Menu

Detecting New Synthetic Drugs

Forensic labs in the United States should be better equipped to identify a new crop of recreational drug mimics.

Sep 1, 2011
Cristina Luiggi

DREAMSTIME, HENRISCHMIT

Underequipped and inadequately staffed forensic laboratories around the United States are likely to miss the new class of synthetic drugs that are cropping up, mostly in China, said chemists at the American Chemical Society meeting in Denver, Colorado. The drugs, which are synthesized to mimic existing illegal substances while evading detection, represent a growing problem worldwide. Detecting them requires laboratories to have a pure sample for comparison using analytical techniques such as gas-column mass spectrometry (GCMS), but such samples are hard to come by. Another problem is that many forensic labs may be staffed by people without the proper training in analytical chemistry.

"If you're doing GCMS on a sample and it almost matches mephedrone, well maybe it's butylone [a psychedelic drug used in research]," said Robert Lantz from the Rocky Mountain Instrumental Laboratories at the meeting. "A good analytical chemist would be able to say 'yes, this is a slight variation' as opposed to a button pusher who would simply say 'it doesn't match anything in my library'." (Hat tip to Nature News)

February 2019

Big Storms Brewing

Can forests weather more major hurricanes?

Marketplace

Sponsored Product Updates

Bio-Rad Showcases New Automation Features of its ZE5 Cell Analyzer at SLAS 2019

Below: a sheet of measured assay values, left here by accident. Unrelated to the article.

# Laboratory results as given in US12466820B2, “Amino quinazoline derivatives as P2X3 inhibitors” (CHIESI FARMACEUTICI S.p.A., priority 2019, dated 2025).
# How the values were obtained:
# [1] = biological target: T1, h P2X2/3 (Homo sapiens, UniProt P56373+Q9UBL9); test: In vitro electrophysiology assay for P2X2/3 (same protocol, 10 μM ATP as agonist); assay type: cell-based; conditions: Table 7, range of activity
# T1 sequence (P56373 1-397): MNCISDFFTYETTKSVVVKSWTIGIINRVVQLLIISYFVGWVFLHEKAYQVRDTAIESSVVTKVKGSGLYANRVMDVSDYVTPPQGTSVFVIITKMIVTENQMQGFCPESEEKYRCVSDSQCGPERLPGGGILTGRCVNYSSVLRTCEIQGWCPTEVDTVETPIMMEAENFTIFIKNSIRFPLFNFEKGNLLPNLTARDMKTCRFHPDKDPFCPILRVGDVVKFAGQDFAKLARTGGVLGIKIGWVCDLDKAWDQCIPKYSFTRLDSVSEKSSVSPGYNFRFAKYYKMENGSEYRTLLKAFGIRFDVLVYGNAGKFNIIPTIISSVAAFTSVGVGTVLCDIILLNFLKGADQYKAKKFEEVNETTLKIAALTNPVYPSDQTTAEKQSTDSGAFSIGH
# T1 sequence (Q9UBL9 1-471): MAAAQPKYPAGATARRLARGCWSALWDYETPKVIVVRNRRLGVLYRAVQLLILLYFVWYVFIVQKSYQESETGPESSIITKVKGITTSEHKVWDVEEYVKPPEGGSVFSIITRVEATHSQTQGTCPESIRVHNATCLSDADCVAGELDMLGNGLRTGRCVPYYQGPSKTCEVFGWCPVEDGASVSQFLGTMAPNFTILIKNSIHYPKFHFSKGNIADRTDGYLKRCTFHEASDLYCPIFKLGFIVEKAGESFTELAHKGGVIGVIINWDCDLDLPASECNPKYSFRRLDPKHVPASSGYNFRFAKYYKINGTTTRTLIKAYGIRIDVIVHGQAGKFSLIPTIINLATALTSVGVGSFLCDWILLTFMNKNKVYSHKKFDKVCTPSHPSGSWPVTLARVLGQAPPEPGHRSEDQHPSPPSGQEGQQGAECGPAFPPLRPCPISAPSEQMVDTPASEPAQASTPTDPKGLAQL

Bio-Rad Showcases New Automation Features of its ZE5 Cell Analyzer at SLAS 2019
Bio-Rad Laboratories, Inc. (NYSE: BIO and BIOb) today showcases new automation features of its ZE5 Cell Analyzer during the Society for Laboratory Automation and Screening 2019 International Conference and Exhibition (SLAS) in Washington, D.C., February 2–6. These capabilities enable the ZE5 to be used for high-throughput flow cytometry in biomarker discovery and phenotypic screening.
Andrew Alliance and Sartorius Collaborate to Provide Software-Connected Pipettes for Life Science Research
Andrew Alliance and Sartorius Collaborate to Provide Software-Connected Pipettes for Life Science Research
Researchers to benefit from an innovative software-connected pipetting system, bringing improved reproducibility and traceability of experiments to life-science laboratories.
Corning Life Sciences to Feature 3D Cell Culture Technologies at SLAS 2019
Corning Life Sciences to Feature 3D Cell Culture Technologies at SLAS 2019
Corning Incorporated (NYSE: GLW) will showcase advanced 3D cell culture technologies and workflow solutions for spheroids, organoids, tissue models, and applications including ADME/toxicology at the Society for Laboratory Automation and Screening (SLAS) conference, Feb. 2-6 in Washington, D.C.
Corning Introduces New 1536-well Spheroid Microplate
Corning Introduces New 1536-well Spheroid Microplate
High-throughput spheroid microplate benefits cancer research, drug screening